That is a direct quote from the then former American Senator Al Gore as he was interviewed on the CBC Radio Show Quirks and Quarks in 1992 before the Rio Earth Summit twenty years ago this past week (you may hear the quote if you listen to the podcast here).
Its pretty clear to me what he was thinking, here was a chance for governments around the world to join together and defeat the newest boogie-man. Now that the cold-war was over and the evil empire was defeated, it was time to turn to the real enemy, and it was us, you and me. What better way to defeat "us" than by forming a supra-governmental organization under the auspices of the United Nations, that benevolent protector of all that is right and good with the world?
The Rio Earth Summit was an historic attempt to grab power, without a shot being fired anywhere. The governments and citizens of earth were about to have a massive guilt trip dumped onto them by the self-appointed protectors of the planet. The global organizing agenda, as Gore put it, is clear: "We are not entitled to exploit it (Earth) with impunity with no concern for the integrity of the ecological system." How dare we lowly humans aspire to live in comfort at the expense of any planetary resources? What could we be thinking? Woe to us for disturbing the habitat of the three-spined stickleback, the Northern Spotted Owl or the Frankston spider orchid, in a selfish attempt to provide food and shelter to mere humans. "Its just unforgivable if we allow the selfish impulses of the short term considerations," like harvesting logs for building or eating perhaps. How dare we?
The Rio Summit in 1992 promoted sustainable developement. I have nothing against that concept in general, it's eminently sensible. Owners who would destroy their very means of earning a living are just plain stupid. So, overfishing or over harvesting a renewable resource, just makes no sense. Notice the key word "owners," when ownership is not assigned or left to the commons, thats when the trouble begins. Today my interpretation of "sustainable" in the current enviro-babble includes ideas like, stagnant, no-growth, heavily regulated, uncompetitive, subsidized and top down. Nothing to do with ownership and more to do with the favourite new buzzword "stewardship," which comes complete with the guilt trip and none of the benefits of ownership.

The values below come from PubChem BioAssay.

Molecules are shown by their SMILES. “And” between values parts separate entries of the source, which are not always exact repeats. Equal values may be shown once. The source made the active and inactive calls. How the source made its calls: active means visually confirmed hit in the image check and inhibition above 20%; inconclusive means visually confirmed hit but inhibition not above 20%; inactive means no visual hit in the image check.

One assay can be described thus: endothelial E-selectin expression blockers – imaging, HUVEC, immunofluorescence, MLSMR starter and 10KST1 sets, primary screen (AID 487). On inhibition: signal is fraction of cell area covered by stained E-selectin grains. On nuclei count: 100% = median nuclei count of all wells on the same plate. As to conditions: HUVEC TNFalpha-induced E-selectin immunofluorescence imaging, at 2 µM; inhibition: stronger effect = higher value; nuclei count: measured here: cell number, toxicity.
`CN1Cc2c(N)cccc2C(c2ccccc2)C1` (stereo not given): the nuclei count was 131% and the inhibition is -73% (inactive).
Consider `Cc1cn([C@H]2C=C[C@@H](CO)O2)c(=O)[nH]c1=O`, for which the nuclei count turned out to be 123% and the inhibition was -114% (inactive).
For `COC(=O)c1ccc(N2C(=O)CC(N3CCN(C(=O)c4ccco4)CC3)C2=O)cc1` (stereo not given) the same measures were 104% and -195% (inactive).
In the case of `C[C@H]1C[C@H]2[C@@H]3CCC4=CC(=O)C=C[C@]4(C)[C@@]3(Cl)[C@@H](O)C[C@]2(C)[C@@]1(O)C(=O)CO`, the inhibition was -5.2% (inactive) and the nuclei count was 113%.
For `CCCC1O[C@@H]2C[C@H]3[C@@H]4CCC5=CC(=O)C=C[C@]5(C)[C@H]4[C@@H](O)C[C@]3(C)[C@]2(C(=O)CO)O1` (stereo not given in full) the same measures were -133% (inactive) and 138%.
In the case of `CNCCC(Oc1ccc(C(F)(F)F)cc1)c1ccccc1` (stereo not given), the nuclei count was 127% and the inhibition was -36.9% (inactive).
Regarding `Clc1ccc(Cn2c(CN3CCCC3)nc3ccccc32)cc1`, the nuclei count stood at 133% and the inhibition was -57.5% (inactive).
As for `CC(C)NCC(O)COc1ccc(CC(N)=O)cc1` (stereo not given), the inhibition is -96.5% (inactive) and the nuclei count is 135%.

Rio's successors have morphed into conferences against climate change, as if we humans controlled climate, more powerful than the Sun are we. A succession of meetings and treaties over the years backed by questionable data, produced by self-serving researchers, under the direction of the IPCC has made everyone guilty of tromping their filthy carbon footprints on everything. We are guilty of using fire for heat, light and to drive our machines. We are guilty of contravening the questionable hypothesis of anthropogenic global warming (AGW). By merely breathing, we, you and I, add to the carbon burden of the planet's atmosphere, adding, by the way the one essential gas of photosynthesis, carbon dioxide, from which all earthly organic food originates. Do you aspire to a low ecological footprint? Then the poverty of Sierra Leone is for you (see the graph above), or if you want to be in the green zone of sustainability and human welfare, then the wealth and freedom of Cuba beckons.
Rio+20 convenes this week, committed to continue the fraud of sustainable development. While all the major leaders of the world were in Rio twenty years ago, none are coming to Rio+20, things have changed. Much to the chagrin of enviro-statists like George Monbiot who warns that its "make-or-break" time. So deluded are he and his colleagues, that they fail to grasp that the no-growth scenario is coming fast, as nation states crumble under massive debt-loads and unfundable liabilities, and depressed economies become the norm. Be careful what you wish for George.
The only good news is that people are slightly more skeptical about AGW, and the ability of governments to solve anything. One can only hope.